Round three should be spent assessing the candidate’s cultural fit (your organization’s desired behaviors) and attitude. During this interview, you should use behavioral based interviewing techniques which are said to have a higher degree of predictability. Specifically, use the STAR method when interviewing. STAR stands for Situation/Task/Action/Result. With every question you ask, attempt to get a complete STAR by understanding the situation, the task/action the candidate took and the result of their actions.
Successful candidates (those who score well in round three) then need to go through a series of reference interviews. Whenever possible, speak with previous supervisors and peers--don’t settle for references provided. This is a critical step often skipped, but essential to gain further insights and complete the candidate’s story.
Step Six: Prepare Interview Team
Prepare your team by creating an interview guide, which should include the assigned behavioral interview questions to assess attitude and cultural fit. With that said, remember the guide is just that--allow the flexibility for interviewers to go “off-script” as needed.
Step Seven: The Interview
Stick to your interview plan, allow for flexibility, but keep certain question types off the table—for example, hypothetical questions. In hypothetical situations, candidates may say they’ll do something, when in real-life situations they would do something totally different. Data has shown these types of questions should be avoided.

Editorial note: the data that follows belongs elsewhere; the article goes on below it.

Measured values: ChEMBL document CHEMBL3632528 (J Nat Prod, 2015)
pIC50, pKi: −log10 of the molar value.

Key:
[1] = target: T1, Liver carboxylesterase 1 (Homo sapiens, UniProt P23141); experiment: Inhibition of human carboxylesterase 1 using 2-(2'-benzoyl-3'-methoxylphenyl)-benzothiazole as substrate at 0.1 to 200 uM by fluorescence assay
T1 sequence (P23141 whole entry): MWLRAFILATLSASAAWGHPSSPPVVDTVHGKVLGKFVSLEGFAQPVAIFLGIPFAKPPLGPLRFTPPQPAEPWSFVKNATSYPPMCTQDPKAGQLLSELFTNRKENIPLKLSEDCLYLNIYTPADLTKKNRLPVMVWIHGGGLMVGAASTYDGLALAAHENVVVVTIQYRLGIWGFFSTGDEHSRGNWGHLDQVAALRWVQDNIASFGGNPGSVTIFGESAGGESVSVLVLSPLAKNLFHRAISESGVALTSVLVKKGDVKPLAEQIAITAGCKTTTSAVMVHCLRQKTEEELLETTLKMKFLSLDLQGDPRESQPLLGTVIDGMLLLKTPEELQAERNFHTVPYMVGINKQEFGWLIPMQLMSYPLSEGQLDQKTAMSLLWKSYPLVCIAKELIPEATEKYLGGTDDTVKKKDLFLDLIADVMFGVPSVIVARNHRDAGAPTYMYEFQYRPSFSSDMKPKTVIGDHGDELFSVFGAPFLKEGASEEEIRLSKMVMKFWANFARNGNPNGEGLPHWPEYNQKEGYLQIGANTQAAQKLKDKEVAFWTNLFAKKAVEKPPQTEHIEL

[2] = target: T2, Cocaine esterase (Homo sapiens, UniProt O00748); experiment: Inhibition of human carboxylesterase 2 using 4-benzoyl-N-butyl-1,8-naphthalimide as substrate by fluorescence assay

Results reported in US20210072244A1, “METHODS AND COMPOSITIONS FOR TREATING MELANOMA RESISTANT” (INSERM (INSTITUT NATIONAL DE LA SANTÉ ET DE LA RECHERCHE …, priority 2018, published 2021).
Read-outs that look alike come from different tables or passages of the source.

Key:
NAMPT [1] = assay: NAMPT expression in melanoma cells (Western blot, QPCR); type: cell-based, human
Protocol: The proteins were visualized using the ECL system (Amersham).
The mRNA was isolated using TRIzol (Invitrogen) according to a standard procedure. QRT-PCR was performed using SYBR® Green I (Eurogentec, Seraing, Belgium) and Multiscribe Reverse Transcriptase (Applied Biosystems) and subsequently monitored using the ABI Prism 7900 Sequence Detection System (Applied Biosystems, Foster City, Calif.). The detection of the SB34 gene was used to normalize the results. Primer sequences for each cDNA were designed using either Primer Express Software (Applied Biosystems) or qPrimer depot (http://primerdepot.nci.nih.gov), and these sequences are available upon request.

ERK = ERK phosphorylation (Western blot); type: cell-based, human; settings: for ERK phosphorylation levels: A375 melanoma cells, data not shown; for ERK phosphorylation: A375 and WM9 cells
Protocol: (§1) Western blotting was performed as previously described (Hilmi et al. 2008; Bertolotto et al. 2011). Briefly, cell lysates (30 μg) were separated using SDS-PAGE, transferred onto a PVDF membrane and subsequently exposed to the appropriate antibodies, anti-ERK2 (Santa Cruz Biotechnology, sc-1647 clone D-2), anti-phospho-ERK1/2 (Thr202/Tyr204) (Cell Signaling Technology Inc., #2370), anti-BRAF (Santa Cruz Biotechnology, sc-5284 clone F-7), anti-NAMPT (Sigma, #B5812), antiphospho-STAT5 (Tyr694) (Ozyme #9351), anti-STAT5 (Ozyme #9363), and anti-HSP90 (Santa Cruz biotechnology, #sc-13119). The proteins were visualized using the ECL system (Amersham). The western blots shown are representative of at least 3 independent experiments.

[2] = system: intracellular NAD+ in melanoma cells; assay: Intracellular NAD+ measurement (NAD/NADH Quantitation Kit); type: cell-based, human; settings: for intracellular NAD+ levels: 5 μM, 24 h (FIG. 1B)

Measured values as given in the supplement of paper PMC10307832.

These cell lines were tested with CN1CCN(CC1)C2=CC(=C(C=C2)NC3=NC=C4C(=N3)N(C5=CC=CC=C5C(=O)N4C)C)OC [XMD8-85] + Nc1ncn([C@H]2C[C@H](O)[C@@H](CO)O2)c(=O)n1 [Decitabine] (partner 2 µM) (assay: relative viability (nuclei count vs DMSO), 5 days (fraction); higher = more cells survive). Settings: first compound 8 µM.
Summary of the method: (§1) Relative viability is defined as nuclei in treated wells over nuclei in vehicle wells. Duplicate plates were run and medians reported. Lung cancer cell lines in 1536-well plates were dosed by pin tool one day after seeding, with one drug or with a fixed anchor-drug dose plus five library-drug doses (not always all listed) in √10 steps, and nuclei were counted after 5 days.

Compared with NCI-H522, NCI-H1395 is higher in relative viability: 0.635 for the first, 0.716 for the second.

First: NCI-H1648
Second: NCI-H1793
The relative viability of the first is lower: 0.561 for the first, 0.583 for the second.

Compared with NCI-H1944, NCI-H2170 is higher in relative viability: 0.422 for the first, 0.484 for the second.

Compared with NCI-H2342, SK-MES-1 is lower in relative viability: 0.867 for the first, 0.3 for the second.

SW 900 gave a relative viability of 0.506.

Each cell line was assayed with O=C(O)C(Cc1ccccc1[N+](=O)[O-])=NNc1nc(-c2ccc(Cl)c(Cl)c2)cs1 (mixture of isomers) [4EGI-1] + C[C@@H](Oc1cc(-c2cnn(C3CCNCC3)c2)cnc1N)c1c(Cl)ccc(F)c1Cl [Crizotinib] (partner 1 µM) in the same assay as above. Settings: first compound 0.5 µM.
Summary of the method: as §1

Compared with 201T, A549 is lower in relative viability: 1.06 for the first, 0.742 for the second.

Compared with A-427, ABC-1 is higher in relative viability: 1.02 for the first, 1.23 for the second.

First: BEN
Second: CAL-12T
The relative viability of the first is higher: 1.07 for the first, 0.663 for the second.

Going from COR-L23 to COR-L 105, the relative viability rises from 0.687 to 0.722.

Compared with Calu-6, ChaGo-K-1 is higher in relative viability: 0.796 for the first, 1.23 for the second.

Step Eight: Debrief & Hire
In addition to debriefing almost immediately, it’s important that the group--and not the hiring manager--make the final hiring decision. You see, the hiring manager, at some point will leave their position and move into another internal position or eventually leave the company. What’s more, their hiring decision will impact other departments and, in practice, hiring managers will rarely hire someone smarter than themselves.
Such organizations as Google and Warby Parker (designer and online retailer of eyewear) actually have committees that make the hiring decisions. For example, Warby Parker has a cultural SWAT team that does 75 percent of the interviewing process. Organizations do this to preserve the culture and to ensure the hiring decision is made with the organization’s best interest in mind – not one person’s (hiring manager) decision.
Happy hiring, and be sure to stay tuned for next month's article, No. 2 in this series, on performance management.
Prior to starting his new company, Bill Stavros spent over 13 years of his professional career in the credit union industry, most recently as VP/marketing & member experience at $513 million Proponent Federal Credit Union, Nutley, N.J. While at Proponent, Stavros was responsible for conceptualizing, architecting, developing and deploying a new vision for delivering customer service for Proponent FCU’s inbound call center, based on his learnings from highly regarded service oriented companies such as Zappos, Ritz-Carlton, Disney & REI. Now with Blueprint Interactions, his goal is to help other credit unions achieve similar results. He can be reached at bill@bpinteractions, by calling 888.757.8338 or www.bpinteractions.com.